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Interview: Steven Kussin, Author of Novel ‘Five Freshmen: A Story of the Sixties’


Five Freshman: A Story of the Sixties is an intriguing, mesmerizing book that follows the lives of five freshmen from orientation at Cornell to graduation. Inspired by the experiences of the author, Steven Kussin, this book looks at these five men from diverse backgrounds.

What sparked my interest was the timeline. The students begin at Cornell in the late 60s before campus uprisings were a thing and were there until the 1968 uprising at Cornell that divided the students and the faculty. I have always been fascinated by the 1960s as an era of change so I decided to give this book, looking at life during that period from the perspective of students in colleges, dealing with the Vietnam draft and campus unrest, a try and I’m glad I did.

Kussin has said what sparked this book was when he brought his son to orientation at Cornell in 1999. It made him think back. Kussin has worked as an English teacher and a high school principal. He is currently an education reporter for a radio station, teachers Radio-Television-Film-New Media at Hofstra University, writes a weekly column about education and serves as a consultant to school system.

Kussin is working on turning this book into a screenplay and film. He let me interview him by email.

Why did you decide to write this book?

I teach Radio-Television-Film-New Media at Hofstra University. Whenever we talked about the l960s, you could hear a pin drop; the students were fascinated with the decade: the War in Vietnam, Civil Rights, Women’s Lib.

Why did you choose to write it as a novel versus a memoir?

Actually, I tried it three different vehicles: a textbook… a memoir… and a novel. I found the novel was the best one for depicting and dramatizing that turbulent era.

What do you hope readers will take away from this book?

For older readers who lived through the 60s, my novel is a trip down memory lane and a chance to relive all the experiences. (I’ve already been told that a number of times!)  For younger readers for whom this decade is “history,” it’s a chance to see what this turbulent time was all about.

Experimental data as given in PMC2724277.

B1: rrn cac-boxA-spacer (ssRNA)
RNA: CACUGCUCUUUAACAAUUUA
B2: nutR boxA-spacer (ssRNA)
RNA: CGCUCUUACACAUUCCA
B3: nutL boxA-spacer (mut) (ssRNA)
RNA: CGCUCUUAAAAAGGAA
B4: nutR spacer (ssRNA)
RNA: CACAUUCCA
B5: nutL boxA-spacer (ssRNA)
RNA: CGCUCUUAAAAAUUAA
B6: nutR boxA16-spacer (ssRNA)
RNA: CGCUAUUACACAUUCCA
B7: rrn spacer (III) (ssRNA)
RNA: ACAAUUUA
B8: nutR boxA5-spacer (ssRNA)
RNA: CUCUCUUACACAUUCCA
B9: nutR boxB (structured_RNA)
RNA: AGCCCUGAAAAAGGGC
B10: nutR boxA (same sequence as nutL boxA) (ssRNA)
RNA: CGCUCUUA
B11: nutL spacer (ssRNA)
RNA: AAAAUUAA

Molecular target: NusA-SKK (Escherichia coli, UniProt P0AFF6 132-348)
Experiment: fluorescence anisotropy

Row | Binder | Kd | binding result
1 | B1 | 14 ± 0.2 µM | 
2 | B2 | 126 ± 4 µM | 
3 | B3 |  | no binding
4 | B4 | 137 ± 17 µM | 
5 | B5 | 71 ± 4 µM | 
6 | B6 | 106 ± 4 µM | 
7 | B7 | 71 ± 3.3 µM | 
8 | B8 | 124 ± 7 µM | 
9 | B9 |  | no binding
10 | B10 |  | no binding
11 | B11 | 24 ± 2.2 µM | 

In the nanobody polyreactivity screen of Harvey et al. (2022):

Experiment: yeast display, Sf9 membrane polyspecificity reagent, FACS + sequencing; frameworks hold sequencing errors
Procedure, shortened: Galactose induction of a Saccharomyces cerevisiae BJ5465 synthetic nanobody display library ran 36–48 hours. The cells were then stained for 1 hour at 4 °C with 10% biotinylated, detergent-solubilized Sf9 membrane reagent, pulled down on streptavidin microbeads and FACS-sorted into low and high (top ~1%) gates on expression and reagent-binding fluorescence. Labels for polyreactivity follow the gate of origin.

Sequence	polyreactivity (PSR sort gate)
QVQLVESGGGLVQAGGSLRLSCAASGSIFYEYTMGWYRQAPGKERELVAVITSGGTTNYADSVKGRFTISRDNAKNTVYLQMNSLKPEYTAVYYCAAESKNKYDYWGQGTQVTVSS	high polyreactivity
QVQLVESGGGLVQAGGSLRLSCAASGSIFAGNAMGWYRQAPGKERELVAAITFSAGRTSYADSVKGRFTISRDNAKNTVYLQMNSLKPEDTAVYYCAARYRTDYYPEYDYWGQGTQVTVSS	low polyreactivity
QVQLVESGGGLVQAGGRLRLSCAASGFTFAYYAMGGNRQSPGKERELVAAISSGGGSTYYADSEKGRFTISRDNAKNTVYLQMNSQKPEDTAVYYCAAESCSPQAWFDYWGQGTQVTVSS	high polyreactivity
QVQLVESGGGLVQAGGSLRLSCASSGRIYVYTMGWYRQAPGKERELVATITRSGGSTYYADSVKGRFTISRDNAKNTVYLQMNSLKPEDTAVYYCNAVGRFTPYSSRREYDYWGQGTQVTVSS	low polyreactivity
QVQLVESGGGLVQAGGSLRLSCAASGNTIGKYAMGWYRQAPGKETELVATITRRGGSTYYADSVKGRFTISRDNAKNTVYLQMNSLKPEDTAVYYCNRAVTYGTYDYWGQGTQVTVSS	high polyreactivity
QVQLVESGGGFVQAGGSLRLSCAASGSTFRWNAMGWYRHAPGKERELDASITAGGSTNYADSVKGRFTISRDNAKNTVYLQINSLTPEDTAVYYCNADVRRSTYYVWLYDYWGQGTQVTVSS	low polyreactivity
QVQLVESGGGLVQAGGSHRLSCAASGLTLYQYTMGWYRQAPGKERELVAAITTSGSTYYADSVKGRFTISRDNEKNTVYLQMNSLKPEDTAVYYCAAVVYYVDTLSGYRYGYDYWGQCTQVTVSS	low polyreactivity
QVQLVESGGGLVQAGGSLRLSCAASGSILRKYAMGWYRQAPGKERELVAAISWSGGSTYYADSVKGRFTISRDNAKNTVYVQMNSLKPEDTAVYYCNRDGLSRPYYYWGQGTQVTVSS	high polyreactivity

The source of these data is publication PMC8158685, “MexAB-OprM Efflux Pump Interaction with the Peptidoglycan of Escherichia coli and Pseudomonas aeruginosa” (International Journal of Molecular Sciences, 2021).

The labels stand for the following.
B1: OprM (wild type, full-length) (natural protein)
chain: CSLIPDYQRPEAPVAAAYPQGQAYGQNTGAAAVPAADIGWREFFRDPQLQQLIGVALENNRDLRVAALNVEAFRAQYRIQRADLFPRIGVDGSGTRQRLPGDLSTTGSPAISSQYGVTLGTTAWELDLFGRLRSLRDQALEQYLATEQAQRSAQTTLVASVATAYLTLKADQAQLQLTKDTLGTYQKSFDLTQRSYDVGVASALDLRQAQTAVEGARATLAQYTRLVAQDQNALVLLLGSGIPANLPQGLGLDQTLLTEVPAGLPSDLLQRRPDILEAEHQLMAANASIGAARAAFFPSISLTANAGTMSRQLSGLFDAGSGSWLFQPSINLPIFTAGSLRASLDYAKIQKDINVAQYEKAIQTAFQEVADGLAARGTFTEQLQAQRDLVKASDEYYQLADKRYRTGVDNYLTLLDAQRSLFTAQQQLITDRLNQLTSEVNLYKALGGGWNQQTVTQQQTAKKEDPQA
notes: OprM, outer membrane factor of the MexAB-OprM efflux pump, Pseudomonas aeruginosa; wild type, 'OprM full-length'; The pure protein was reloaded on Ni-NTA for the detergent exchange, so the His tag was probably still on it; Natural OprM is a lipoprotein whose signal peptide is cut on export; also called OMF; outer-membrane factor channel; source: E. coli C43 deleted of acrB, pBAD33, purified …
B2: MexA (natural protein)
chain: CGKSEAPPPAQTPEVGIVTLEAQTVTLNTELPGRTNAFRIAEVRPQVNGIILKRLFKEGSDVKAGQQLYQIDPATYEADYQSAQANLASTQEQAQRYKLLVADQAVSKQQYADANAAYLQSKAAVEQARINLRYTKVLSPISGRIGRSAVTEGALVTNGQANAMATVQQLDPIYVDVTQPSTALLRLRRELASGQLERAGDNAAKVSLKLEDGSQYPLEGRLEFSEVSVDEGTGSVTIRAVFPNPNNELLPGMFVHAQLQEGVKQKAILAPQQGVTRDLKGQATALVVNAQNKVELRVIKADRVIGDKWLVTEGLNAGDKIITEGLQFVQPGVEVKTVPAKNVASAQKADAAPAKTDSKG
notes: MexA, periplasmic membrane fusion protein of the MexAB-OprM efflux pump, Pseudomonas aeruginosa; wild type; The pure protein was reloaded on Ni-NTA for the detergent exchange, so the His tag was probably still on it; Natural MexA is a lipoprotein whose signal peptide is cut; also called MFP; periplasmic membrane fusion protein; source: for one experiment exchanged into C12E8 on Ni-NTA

Would you summarize what the book is about?

The novel follows five incoming freshmen at Cornell University from orientation to graduation as the clouds of the War in Vietnam start to gather over campus and affect everyone. As a student from 1965-69, I had a front row seat to an evolution… actually, a revolution.

 How would you describe Cornell, the university which the five freshmen attend? How did it compare to other colleges when it came to campus unrest and protests?

There were protests and demonstrations at many American colleges and universities. But Cornell was different: guns appeared for the first time in a building takeover. We were lucky that the siege ended peacefully. It was at Kent State when the guns were used.

Can you help your readers discern what parts are fact vs fiction?

I’ve been asked this question many times. The events were real: the draft, the lottery, the army physicals, the takeover. I embedded the “five freshmen” into the story to humanize and personalize it.

Your bio says you, among other jobs, “serve as a consultant to school systems.” What does that entail?

I have another life! I was a high school principal for 21 years. School scheduling was my specialty. Districts hire me to train administrators or to actually build their master schedules. Five Freshmen is my second book. I wrote a manual entitled How To Build the Master Schedule in Ten Easy Steps.

I see that you are an education reporter. How did that help inform your work with this book?

I try to stay on top of any and all trends which affect education.

As someone who was part of campus protests in the 60s and today advises school systems and an education reporter what’s your take on the issue of colleges these days turning free speech on its head, restricting speech from unpopular speakers, having safe spaces and trigger warnings?

I have my students write a reaction paper on precisely the same subject: namely, unpopular speakers. It’s a tough question. Of course, I treasure the freedom of speech. I want to see students actively involved, and not passive observers. One difference I’ve observed is that political activism (e.g., anti-War movement in the 1960s) has transitioned into more social concerns, such as poverty and the environment. I want students to speak out when they see something is unjust and wrong.

You’re trying to turn the book into a movie? What’s your second novel going to be about?

Yes. I’ve just begun work on converting the novel into a screenplay. At the same time, I’m planning my second novel—which stems from my 21 years as a high school principle.

About Scott Butki

Scott Butki was a newspaper reporter for more than 10 years before making a career change into education... then into special education. He has been doing special education work for about five years He lives in Austin. He reads at least 50 books a year and has about 15 author interviews each year and, yes, unlike tv hosts he actually reads each one. He is an in-house media critic, a recovering Tetris addict and a proud uncle. He has written articles on practically all topics from zoos to apples and almost everything in between.

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